Designer: Amadej Bezovšek, Slovenia
The chair is designed as an intertwining of pra material and modern material. With this in mind, I also chose the name PRAMOD (ern) CHAIR. I started designing to design a modern chair with a clean construction, which has only the basic elements necessary for existence. When I came to the final shape, I found that the two sets of chairs are very similar in shape, only the dimensions are different. The first set consists of front legs, armrests and backrest. The second set consists of the sides of the seat, the rear legs and the link between the legs. When I realized this, I decided that the seat should not stand out and steal the view away from the structure.
The chair, therefore, consists of two materials: the construction is made of solid oak wood, which is superficially finished with the grinding technique. The seat, however, consists of eight rods made of transparent epoxy resin. The latter has often appeared in unique pieces of furniture for several years, but (in my opinion) rarely interestingly and cleverly. Therefore, it was extremely important to me that its use is important and that in combination with wood it does not dominate but serves it. That by not being noticeable it allows us to see the beauty of the wood even clearer.
Designer: Andraž Rudi Vrhovšek, Slovenia
Hashtag lounge chair takes inspiration from wood in its purest (industrialized) state, flat wooden planks. Planks in constant thickness make it possible to preserve and emphasize wood's beautiful texture and structural capabilities. Because of that and its almost architectural construction, the design looks like a monolithic structure. The Hashtag in its design refers to the classical lounge and deck chairs such as Thomas Lee's Adirondack chair from 1905.
The design refers to Lee's chair by using a single 3 meters long plank of wood to construct the main pieces. Such we respect the forest and the material it gives us. It is designed such that it can be made with simple carpentry tools and techniques.
Designer: Gašper Fabijan, Slovenia
Probably few people know the image of the copperplate on the cover of Laugier's Essays, which shows the original hut. Four tree trunks, and between them is a roof structure made of branches - a proto-construction that speaks not only of the idealized beginning of construction but also of the importance of man's coexistence with nature. In our space there is a unique monument of such a primordial, architecture - a haystack. Kozolec is the culture that most determines the recognizability of the landscape in Slovenia, over time it has become part of this landscape, as trees and fields, as if it has always stood there." Stele, 1955. People recognize the priceless heritage in hayracks, but nonetheless, it has lost its true role forever. Perhaps the time has come to transfer the idea of the hayrack, about the primordial coexistence of man with nature and the quality use of wood, to other products as well. Let's start with the table. The chair consistently quotes the construction of the “toplar” and is made of wooden sticks, which are connected by notching and doweling as in hayracks. The “forehead” and “harrow” wind the chair, and the acrylic glass seat provides additional rigidity, which allows a smooth view of the mighty construction of the chair.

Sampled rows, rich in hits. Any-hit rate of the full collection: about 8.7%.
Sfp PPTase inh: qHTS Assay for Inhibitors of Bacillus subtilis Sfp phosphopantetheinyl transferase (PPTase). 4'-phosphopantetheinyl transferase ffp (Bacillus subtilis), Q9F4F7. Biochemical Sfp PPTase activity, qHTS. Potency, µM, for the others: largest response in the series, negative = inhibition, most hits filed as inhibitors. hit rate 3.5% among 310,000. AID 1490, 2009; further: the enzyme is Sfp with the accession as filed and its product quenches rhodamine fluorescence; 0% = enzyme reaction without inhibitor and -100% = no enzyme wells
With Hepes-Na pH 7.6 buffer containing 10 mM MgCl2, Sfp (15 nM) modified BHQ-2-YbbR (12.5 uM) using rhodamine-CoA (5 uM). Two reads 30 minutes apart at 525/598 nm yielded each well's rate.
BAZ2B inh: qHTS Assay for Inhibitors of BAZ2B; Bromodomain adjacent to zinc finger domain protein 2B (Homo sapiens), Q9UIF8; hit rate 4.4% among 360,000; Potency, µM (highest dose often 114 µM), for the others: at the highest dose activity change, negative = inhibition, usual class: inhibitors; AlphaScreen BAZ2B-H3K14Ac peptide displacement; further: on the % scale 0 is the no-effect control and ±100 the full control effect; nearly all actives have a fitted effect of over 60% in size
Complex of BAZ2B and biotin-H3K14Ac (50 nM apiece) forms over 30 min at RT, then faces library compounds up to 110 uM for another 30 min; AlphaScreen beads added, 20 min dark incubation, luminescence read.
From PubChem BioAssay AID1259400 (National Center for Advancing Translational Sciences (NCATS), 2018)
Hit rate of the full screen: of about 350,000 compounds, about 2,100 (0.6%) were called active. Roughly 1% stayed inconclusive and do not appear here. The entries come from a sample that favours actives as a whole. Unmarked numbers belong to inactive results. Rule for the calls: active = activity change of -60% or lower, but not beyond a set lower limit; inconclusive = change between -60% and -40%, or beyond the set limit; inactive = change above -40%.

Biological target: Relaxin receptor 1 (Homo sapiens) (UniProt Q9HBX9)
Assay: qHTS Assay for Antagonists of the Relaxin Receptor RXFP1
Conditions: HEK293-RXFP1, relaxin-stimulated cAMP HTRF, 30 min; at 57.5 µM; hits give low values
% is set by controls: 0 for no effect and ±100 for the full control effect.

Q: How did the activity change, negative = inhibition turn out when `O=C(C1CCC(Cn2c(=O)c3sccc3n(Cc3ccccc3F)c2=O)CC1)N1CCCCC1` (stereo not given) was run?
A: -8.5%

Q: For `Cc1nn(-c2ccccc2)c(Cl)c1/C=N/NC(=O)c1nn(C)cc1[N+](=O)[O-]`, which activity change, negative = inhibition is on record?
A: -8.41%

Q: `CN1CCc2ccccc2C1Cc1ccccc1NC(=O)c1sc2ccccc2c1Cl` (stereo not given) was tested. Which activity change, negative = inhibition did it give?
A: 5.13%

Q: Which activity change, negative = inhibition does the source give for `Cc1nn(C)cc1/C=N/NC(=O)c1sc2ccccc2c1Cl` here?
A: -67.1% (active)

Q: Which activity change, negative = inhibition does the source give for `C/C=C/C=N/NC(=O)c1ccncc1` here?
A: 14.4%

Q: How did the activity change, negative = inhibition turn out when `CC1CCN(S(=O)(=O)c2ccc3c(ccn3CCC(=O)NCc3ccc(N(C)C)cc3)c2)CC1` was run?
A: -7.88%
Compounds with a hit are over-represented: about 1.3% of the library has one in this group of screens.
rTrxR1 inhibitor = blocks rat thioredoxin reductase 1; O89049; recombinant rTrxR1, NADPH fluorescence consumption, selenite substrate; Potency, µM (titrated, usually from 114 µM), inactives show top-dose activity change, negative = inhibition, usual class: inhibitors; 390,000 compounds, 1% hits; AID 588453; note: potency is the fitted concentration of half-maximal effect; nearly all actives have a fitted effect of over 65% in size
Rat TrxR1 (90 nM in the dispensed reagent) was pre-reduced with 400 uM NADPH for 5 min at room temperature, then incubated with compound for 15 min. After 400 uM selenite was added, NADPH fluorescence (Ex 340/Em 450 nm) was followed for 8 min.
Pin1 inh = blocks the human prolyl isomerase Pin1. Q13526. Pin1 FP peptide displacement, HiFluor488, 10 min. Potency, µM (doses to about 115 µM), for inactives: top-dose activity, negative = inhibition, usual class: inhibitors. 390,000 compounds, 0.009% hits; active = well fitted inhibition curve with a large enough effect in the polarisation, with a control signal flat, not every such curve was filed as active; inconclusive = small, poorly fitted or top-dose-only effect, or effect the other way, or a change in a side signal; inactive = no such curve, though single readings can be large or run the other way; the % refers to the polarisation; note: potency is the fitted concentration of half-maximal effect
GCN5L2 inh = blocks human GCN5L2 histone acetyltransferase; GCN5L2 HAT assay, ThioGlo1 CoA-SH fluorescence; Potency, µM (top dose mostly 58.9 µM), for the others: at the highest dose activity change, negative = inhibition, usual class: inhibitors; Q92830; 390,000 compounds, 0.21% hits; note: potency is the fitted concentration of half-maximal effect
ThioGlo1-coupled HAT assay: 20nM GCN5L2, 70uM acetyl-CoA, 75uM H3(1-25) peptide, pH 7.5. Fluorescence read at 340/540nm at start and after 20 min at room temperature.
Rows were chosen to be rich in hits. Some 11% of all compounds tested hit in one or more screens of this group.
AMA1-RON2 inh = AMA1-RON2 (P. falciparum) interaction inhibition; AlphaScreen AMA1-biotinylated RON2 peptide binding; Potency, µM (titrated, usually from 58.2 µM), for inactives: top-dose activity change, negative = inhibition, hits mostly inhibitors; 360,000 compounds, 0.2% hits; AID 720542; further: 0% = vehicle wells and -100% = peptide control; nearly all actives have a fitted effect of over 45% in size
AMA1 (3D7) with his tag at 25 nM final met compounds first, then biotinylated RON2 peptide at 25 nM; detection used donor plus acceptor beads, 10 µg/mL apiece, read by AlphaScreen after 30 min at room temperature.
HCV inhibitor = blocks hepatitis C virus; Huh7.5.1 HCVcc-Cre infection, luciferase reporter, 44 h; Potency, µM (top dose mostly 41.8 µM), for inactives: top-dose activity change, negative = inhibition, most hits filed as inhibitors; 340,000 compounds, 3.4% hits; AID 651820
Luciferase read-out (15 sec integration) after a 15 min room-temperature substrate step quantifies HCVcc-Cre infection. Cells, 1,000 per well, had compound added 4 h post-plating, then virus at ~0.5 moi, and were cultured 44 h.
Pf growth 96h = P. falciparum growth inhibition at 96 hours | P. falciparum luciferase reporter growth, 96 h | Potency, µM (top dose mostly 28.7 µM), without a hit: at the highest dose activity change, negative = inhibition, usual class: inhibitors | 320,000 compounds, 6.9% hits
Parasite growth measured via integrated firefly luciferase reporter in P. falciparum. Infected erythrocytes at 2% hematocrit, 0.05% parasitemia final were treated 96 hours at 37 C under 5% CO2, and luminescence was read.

As the year of installation is engraved on the hayracks, the year of manufacture is also marked on the chair. The ends of the three metal bars are painted in the colour of the year determined by the Pantone Institute.
As a tribute to the Kočevje forest, fir wood is used, and for a darker version, smoked oak. Oak is the most common construction material for hayracks.
Designer: Bálint Szalai, Hungary
The furniture is a one-and-a-half-man bench by combining two peasant chairs. It was inspired by the close, tight sitting position which can create a proper ambience for social gatherings and cultivating our personal relationships. If couples or adults with children want to sit down they should get really close both figuratively and literally.
The traditional approach is transferred into our present culture by the authentic forms. The Closer chair reflects the looks of traditional furnitures, more precisely the simple, clean lines of peasant chairs. The chair elegantly balances between design, folk art and fine arts.